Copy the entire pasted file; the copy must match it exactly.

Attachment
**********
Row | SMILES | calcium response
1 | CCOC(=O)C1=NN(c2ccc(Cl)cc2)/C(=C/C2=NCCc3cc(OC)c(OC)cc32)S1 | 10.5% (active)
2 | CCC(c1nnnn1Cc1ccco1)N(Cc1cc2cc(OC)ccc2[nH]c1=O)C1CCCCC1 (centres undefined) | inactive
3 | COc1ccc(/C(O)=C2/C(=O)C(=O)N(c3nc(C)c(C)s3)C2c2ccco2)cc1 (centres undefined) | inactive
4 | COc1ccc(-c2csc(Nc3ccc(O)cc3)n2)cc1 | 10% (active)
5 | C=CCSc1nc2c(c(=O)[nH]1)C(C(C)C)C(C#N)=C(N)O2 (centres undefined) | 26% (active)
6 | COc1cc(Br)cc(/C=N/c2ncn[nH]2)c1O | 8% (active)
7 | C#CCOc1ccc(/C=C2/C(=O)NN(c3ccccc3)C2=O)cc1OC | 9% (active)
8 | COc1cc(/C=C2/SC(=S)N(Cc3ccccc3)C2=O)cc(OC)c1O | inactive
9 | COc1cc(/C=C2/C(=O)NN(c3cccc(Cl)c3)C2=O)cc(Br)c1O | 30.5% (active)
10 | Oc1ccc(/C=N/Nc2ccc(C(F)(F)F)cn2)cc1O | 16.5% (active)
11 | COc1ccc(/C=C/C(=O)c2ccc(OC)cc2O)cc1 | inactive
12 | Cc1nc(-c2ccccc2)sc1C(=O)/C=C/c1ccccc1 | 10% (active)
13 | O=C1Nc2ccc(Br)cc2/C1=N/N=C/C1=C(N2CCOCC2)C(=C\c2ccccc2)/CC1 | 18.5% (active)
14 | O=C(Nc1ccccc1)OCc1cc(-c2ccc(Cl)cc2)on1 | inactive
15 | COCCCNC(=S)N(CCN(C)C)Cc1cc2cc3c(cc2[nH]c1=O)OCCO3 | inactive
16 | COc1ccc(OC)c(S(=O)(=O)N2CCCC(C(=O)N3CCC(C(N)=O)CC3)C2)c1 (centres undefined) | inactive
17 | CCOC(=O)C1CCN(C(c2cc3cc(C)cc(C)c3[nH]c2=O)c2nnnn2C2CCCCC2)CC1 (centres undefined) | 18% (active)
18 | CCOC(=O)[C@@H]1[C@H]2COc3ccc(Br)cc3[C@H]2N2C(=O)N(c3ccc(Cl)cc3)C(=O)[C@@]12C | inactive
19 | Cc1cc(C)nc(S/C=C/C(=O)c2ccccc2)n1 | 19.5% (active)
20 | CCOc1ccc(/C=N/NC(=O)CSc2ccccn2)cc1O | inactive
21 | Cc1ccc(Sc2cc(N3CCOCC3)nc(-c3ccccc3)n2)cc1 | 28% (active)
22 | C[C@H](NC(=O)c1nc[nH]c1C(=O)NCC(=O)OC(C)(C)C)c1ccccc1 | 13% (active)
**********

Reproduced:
Row | SMILES | calcium response
1 | CCOC(=O)C1=NN(c2ccc(Cl)cc2)/C(=C/C2=NCCc3cc(OC)c(OC)cc32)S1 | 10.5% (active)
2 | CCC(c1nnnn1Cc1ccco1)N(Cc1cc2cc(OC)ccc2[nH]c1=O)C1CCCCC1 (centres undefined) | inactive
3 | COc1ccc(/C(O)=C2/C(=O)C(=O)N(c3nc(C)c(C)s3)C2c2ccco2)cc1 (centres undefined) | inactive
4 | COc1ccc(-c2csc(Nc3ccc(O)cc3)n2)cc1 | 10% (active)
5 | C=CCSc1nc2c(c(=O)[nH]1)C(C(C)C)C(C#N)=C(N)O2 (centres undefined) | 26% (active)
6 | COc1cc(Br)cc(/C=N/c2ncn[nH]2)c1O | 8% (active)
7 | C#CCOc1ccc(/C=C2/C(=O)NN(c3ccccc3)C2=O)cc1OC | 9% (active)
8 | COc1cc(/C=C2/SC(=S)N(Cc3ccccc3)C2=O)cc(OC)c1O | inactive
9 | COc1cc(/C=C2/C(=O)NN(c3cccc(Cl)c3)C2=O)cc(Br)c1O | 30.5% (active)
10 | Oc1ccc(/C=N/Nc2ccc(C(F)(F)F)cn2)cc1O | 16.5% (active)
11 | COc1ccc(/C=C/C(=O)c2ccc(OC)cc2O)cc1 | inactive
12 | Cc1nc(-c2ccccc2)sc1C(=O)/C=C/c1ccccc1 | 10% (active)
13 | O=C1Nc2ccc(Br)cc2/C1=N/N=C/C1=C(N2CCOCC2)C(=C\c2ccccc2)/CC1 | 18.5% (active)
14 | O=C(Nc1ccccc1)OCc1cc(-c2ccc(Cl)cc2)on1 | inactive
15 | COCCCNC(=S)N(CCN(C)C)Cc1cc2cc3c(cc2[nH]c1=O)OCCO3 | inactive
16 | COc1ccc(OC)c(S(=O)(=O)N2CCCC(C(=O)N3CCC(C(N)=O)CC3)C2)c1 (centres undefined) | inactive
17 | CCOC(=O)C1CCN(C(c2cc3cc(C)cc(C)c3[nH]c2=O)c2nnnn2C2CCCCC2)CC1 (centres undefined) | 18% (active)
18 | CCOC(=O)[C@@H]1[C@H]2COc3ccc(Br)cc3[C@H]2N2C(=O)N(c3ccc(Cl)cc3)C(=O)[C@@]12C | inactive
19 | Cc1cc(C)nc(S/C=C/C(=O)c2ccccc2)n1 | 19.5% (active)
20 | CCOc1ccc(/C=N/NC(=O)CSc2ccccn2)cc1O | inactive
21 | Cc1ccc(Sc2cc(N3CCOCC3)nc(-c3ccccc3)n2)cc1 | 28% (active)
22 | C[C@H](NC(=O)c1nc[nH]c1C(=O)NCC(=O)OC(C)(C)C)c1ccccc1 | 13% (active)